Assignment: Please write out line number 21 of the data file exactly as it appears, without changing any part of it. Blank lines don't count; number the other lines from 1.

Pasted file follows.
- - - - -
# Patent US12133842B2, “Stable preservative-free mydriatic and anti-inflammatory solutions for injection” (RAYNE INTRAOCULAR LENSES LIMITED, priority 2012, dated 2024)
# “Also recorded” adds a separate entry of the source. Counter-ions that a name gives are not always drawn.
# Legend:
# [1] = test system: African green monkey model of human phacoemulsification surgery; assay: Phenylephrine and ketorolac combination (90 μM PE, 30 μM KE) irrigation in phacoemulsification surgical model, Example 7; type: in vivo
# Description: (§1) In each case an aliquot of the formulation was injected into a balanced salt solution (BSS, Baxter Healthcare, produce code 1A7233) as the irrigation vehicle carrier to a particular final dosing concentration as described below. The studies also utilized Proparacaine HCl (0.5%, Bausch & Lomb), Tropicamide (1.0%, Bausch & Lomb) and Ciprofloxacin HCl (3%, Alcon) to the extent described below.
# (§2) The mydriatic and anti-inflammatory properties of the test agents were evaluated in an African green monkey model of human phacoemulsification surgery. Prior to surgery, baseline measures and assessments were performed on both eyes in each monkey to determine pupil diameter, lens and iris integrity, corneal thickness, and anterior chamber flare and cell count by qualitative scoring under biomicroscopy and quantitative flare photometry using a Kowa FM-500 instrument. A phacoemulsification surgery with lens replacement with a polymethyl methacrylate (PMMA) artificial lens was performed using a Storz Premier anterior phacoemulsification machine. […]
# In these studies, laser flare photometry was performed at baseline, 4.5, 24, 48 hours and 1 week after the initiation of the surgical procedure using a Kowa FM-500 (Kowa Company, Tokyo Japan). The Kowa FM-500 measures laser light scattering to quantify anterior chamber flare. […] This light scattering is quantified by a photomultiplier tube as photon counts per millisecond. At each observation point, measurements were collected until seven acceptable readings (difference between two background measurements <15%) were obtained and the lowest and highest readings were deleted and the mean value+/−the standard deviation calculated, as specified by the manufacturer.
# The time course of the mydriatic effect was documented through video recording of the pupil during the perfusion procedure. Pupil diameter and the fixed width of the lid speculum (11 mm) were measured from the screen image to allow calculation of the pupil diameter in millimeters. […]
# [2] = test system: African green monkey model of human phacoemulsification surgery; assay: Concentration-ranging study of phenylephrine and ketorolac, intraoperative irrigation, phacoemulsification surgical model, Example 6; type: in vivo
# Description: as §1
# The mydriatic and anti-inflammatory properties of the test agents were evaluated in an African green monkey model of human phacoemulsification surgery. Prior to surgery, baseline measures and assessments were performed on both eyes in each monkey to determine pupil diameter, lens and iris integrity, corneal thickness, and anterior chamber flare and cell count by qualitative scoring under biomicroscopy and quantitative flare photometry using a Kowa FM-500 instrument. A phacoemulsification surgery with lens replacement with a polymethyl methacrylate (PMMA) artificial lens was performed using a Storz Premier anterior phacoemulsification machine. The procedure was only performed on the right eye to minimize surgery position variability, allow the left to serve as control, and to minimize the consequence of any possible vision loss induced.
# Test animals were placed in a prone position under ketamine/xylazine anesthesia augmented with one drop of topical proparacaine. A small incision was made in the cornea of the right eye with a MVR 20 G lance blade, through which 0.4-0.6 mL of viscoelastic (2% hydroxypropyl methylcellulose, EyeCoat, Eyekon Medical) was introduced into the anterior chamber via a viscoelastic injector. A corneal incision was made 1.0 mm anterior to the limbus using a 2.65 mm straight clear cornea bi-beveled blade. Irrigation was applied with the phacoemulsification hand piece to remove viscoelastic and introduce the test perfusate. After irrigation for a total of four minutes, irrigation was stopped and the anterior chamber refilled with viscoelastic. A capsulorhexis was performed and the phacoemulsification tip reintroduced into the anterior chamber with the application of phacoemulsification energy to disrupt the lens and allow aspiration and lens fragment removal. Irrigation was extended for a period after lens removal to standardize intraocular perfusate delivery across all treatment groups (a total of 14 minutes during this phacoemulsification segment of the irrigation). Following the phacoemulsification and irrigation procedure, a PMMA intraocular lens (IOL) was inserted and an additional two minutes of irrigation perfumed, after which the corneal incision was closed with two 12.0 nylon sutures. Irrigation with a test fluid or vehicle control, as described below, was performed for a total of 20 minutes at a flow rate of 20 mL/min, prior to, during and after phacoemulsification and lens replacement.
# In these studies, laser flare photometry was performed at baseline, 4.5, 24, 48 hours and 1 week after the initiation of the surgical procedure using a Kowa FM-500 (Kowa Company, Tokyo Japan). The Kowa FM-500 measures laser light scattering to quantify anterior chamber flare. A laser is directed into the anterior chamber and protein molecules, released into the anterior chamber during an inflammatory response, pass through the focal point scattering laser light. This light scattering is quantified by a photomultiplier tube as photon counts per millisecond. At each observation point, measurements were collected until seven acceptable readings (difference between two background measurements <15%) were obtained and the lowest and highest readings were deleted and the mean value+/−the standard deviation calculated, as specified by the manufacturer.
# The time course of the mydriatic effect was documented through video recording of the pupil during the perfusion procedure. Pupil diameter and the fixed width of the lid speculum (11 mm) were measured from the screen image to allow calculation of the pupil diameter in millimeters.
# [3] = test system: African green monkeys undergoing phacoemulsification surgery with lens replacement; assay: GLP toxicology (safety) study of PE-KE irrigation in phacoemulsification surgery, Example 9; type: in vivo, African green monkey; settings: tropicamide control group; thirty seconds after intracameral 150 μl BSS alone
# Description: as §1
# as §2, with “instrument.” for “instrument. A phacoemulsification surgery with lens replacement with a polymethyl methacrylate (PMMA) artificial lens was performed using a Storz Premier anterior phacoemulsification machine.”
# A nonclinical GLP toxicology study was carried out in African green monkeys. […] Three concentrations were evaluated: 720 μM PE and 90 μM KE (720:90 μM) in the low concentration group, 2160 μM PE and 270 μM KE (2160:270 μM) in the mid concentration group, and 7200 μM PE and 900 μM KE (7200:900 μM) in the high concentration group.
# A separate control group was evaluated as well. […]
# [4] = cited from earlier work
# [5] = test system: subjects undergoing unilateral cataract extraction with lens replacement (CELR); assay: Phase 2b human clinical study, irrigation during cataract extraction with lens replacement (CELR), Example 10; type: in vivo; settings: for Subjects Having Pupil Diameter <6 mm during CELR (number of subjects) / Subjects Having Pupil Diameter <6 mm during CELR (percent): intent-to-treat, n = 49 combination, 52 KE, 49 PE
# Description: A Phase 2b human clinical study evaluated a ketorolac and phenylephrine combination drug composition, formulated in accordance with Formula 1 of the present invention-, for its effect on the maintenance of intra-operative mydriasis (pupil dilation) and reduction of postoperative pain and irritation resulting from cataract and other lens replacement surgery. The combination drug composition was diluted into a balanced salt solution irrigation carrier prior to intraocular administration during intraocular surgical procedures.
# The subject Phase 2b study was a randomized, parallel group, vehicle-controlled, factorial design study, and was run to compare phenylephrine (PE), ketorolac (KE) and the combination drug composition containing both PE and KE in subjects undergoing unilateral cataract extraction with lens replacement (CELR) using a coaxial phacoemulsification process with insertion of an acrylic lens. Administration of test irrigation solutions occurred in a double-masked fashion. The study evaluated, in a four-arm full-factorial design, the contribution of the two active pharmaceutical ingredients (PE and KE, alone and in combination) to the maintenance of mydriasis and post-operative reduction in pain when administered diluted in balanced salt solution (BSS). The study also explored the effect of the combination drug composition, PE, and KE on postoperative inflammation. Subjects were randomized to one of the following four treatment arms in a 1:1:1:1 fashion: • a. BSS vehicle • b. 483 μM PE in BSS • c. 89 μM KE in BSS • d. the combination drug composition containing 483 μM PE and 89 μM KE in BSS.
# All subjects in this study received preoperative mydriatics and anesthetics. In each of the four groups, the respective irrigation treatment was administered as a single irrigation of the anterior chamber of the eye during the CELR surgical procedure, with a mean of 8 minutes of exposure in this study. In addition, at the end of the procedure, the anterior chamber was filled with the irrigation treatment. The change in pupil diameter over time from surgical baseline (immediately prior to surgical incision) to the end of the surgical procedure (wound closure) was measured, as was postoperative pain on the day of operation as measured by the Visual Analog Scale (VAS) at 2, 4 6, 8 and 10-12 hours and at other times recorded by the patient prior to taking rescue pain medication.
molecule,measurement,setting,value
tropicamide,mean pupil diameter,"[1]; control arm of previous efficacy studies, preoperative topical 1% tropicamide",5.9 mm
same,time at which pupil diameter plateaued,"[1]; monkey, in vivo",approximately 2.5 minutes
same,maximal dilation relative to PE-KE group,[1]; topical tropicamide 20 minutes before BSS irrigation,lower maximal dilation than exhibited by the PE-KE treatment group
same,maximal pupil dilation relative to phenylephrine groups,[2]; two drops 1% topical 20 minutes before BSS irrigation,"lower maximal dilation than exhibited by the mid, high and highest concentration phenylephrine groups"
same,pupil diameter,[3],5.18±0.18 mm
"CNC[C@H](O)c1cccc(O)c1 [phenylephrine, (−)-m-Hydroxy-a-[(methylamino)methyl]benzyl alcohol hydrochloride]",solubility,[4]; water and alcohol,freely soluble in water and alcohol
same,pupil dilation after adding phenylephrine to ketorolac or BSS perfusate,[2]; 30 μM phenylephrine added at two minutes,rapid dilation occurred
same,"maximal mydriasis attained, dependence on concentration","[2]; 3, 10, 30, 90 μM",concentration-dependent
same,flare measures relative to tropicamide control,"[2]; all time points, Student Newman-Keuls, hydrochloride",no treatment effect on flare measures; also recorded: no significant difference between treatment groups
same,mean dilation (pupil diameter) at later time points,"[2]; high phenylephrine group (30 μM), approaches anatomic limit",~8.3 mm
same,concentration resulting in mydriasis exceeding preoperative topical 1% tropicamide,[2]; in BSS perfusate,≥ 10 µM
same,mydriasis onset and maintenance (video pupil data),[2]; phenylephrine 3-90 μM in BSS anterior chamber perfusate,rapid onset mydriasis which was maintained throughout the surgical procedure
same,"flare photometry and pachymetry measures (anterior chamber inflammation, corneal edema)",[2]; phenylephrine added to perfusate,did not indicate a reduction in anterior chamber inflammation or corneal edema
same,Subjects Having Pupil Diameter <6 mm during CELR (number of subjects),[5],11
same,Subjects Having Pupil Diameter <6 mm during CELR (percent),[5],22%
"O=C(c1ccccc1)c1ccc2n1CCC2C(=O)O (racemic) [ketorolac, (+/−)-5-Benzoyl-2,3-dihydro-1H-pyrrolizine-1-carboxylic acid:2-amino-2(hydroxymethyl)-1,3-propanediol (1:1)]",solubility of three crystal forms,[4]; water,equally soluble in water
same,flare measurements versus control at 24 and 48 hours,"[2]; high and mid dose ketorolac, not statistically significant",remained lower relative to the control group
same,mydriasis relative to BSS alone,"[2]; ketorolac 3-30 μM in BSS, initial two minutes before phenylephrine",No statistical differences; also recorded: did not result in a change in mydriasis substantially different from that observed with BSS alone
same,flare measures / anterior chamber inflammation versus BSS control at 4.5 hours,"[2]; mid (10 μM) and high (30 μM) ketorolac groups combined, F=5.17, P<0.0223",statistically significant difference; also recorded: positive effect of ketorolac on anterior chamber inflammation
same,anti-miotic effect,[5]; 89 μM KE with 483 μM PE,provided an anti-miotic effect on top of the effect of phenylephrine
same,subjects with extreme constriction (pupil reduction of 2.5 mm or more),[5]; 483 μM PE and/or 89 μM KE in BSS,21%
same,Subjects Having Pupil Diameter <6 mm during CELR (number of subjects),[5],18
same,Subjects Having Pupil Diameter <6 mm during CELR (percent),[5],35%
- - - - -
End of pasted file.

# [5] = test system: subjects undergoing unilateral cataract extraction with lens replacement (CELR); assay: Phase 2b human clinical study, irrigation during cataract extraction with lens replacement (CELR), Example 10; type: in vivo; settings: for Subjects Having Pupil Diameter <6 mm during CELR (number of subjects) / Subjects Having Pupil Diameter <6 mm during CELR (percent): intent-to-treat, n = 49 combination, 52 KE, 49 PE